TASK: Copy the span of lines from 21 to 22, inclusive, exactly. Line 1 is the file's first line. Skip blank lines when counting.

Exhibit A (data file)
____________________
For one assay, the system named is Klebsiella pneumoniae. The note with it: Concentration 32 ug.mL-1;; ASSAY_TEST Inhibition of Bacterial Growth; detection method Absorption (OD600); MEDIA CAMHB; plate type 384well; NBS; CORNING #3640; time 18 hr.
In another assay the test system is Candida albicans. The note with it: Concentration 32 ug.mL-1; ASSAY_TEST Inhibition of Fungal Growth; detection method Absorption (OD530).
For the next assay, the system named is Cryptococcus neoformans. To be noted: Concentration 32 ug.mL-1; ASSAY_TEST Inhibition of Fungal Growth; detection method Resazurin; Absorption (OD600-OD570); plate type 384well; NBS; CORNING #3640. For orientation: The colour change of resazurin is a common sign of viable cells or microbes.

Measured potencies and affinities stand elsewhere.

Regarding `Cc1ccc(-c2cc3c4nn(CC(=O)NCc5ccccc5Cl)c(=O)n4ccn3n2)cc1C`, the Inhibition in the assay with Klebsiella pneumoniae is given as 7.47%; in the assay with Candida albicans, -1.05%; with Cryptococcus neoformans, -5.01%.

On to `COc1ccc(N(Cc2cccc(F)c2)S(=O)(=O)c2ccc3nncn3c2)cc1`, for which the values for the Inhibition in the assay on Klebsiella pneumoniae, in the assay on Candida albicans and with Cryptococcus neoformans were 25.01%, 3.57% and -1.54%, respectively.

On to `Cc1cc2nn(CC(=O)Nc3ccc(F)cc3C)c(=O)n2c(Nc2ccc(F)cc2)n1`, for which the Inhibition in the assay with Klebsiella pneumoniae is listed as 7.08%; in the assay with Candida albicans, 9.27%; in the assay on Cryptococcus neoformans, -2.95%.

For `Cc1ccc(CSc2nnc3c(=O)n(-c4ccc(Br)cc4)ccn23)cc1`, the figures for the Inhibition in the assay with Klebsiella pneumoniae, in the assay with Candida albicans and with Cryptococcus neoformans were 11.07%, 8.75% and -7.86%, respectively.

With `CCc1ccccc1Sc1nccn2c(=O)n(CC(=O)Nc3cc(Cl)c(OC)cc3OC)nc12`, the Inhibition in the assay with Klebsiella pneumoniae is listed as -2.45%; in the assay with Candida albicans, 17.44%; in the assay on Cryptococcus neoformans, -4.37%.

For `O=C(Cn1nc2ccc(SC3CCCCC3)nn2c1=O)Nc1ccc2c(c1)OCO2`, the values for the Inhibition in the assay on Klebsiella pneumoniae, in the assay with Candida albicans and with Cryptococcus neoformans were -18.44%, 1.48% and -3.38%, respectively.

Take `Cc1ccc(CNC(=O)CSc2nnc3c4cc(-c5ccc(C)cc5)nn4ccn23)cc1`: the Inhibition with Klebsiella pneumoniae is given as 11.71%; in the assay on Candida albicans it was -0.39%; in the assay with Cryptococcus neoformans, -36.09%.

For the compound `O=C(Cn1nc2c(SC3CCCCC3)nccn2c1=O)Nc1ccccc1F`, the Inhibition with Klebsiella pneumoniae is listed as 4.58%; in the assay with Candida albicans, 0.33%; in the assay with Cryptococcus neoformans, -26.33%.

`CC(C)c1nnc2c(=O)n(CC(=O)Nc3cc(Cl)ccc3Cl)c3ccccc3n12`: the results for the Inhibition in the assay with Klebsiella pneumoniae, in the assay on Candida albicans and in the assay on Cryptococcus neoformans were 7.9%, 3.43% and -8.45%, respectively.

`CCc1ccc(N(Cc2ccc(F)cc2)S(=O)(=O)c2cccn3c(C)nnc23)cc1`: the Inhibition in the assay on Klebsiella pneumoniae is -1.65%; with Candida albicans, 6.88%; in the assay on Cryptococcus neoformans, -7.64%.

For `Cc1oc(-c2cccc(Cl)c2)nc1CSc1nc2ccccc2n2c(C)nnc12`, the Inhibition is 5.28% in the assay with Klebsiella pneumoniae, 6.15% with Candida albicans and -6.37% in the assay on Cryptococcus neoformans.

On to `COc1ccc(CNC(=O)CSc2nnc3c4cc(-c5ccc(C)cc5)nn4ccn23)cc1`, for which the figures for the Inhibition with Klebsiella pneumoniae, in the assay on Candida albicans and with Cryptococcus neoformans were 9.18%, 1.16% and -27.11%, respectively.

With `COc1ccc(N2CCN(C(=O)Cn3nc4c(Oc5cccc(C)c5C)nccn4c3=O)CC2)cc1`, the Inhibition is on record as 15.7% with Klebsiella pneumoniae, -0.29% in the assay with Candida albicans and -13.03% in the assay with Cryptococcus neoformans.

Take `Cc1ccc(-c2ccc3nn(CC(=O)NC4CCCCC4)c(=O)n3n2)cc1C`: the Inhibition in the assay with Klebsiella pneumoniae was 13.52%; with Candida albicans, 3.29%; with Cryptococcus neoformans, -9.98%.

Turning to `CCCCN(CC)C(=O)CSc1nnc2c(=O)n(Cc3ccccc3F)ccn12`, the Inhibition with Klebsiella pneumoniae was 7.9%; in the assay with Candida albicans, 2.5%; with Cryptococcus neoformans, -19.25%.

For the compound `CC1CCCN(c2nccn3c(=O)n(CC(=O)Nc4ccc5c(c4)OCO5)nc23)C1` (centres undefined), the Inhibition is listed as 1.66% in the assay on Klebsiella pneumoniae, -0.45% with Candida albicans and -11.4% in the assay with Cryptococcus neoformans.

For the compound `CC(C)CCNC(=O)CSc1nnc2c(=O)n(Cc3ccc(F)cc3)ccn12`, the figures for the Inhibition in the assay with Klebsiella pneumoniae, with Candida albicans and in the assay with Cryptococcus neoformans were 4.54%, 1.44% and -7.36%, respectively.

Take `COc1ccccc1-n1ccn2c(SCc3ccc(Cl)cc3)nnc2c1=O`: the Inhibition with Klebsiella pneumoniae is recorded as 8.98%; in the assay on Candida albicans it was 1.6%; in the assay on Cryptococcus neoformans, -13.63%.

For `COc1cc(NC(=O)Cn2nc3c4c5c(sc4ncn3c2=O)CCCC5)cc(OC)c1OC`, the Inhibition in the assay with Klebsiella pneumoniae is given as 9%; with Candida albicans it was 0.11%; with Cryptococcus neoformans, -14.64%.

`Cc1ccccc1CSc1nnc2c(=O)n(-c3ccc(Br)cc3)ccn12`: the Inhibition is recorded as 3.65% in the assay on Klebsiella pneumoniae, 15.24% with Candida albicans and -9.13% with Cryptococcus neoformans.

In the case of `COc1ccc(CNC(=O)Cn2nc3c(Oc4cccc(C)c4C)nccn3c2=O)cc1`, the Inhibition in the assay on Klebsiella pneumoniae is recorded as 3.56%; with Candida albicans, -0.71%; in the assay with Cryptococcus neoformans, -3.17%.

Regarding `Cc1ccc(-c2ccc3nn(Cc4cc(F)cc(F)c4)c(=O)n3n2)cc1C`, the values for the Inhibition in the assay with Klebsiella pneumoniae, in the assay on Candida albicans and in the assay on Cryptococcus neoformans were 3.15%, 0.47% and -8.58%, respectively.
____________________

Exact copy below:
For the compound `CC(C)CCNC(=O)CSc1nnc2c(=O)n(Cc3ccc(F)cc3)ccn12`, the figures for the Inhibition in the assay with Klebsiella pneumoniae, with Candida albicans and in the assay with Cryptococcus neoformans were 4.54%, 1.44% and -7.36%, respectively.

Take `COc1ccccc1-n1ccn2c(SCc3ccc(Cl)cc3)nnc2c1=O`: the Inhibition with Klebsiella pneumoniae is recorded as 8.98%; in the assay on Candida albicans it was 1.6%; in the assay on Cryptococcus neoformans, -13.63%.